Microsoft’s latest Surface hardware is now out in the world, and it’s clear that the biggest gamble that the company took with this year’s models — a move away from Intel’s market-dominating processors — hasn’t quite panned out.
The focus on non-Intel chips was a big part of Microsoft’s 2019 Surface announcement. The company went out of its way to highlight the new, co-engineered Ryzen Surface Edition processor for the 15-inch Surface Laptop 3, which was optimized specifically for Microsoft’s design. And the ARM-powered Surface Pro X, with a next-generation design and a custom variant of Qualcomm’s Snapdragon 8cx chip, was supposed to represent the future of the Surface.
Unfortunately, the reviews are in, and experience has shown that neither of those custom chips have panned out quite like Microsoft had hoped.
Let’s start with the Surface Laptop 3’s Ryzen Surface Edition chip from AMD. Microsoft said that the new chip was meant to offer faster speeds and improved graphics performance in particular, thanks to an extra core. But as my colleague Dan Seifert noted in his review, the AMD chipset still struggled with most games and even basic 4K video playback. More importantly, the AMD chip was crushed in a head-to-head contest when it came to exporting video against the 13-inch, Intel-powered Surface Laptop 3, which has more thermal limits due to its size and is cheaper than the larger model.
The AMD / Intel rivalry is a long-running one in technology. It’s been rekindled in recent years by a relatively stagnant Intel’s delays in shipping its next-gen chips that use its 10nm process, combined with a resurgent AMD actually shipping competitive products with its Ryzen line. It’s led to more competition in the processor space with AMD and Intel actually butting heads on premium-tier products like Asus’ ZenBook 14 or the Surface Laptop 3 for the first time in years.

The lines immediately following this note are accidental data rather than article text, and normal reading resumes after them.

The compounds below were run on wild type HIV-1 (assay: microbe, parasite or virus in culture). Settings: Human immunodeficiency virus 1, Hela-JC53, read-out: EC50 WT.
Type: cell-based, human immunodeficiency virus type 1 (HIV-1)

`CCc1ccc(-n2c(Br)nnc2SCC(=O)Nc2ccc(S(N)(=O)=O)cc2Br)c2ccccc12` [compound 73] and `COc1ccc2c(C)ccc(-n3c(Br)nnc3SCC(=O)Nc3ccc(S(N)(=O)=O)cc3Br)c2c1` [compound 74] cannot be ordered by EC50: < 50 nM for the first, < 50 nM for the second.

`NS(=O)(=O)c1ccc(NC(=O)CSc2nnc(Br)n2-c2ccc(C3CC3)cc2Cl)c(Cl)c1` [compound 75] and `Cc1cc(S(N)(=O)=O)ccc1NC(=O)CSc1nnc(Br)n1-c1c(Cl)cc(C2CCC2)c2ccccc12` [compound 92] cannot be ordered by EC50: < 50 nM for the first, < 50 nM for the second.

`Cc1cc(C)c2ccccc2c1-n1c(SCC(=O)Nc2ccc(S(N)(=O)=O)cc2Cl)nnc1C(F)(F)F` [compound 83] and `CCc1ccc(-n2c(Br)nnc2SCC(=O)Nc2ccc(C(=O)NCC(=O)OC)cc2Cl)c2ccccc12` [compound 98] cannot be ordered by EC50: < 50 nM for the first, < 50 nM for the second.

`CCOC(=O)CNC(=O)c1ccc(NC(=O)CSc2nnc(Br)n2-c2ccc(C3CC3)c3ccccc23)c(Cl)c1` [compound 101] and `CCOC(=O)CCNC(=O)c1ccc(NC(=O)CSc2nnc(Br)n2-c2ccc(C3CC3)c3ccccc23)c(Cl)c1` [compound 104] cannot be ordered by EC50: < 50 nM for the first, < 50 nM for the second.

But the performance on the Surface Laptop 3 shows that AMD’s hardware still has a way to go before it can challenge Intel’s supremacy here. Intel’s finally started shipping its 10th-gen Ice Lake chips (found in the Surface Laptop 3), which bring big leaps in performance and battery life, and are likely a big factor in helping Intel keep the lead here.
On paper, the high-profile partnership AMD has with Microsoft is one of Intel’s biggest nightmares: a major laptop manufacturer implicitly saying to customers that the Microsoft-approved option for their flagship laptops is AMD’s chips, not Intel’s. But the performance gap shows that Intel still seems to be better than AMD when it comes to raw power.
Then there’s the Surface Pro X. Thinner and lighter than even the already compact Surface Pro 7, it’s an ARM-powered laptop whose very existence serves as an indictment of Intel’s failure to break into the mobile space over the past two decades. Featuring a custom 7nm SQ1 processor that Microsoft built together with Qualcomm to specifically boost the CPU and GPU performance over a regular Snapdragon 8cx, it’s supposed to be the herald of a new kind of computer — one that’s thin, light, powerful, long-lasting, and always connected to the internet.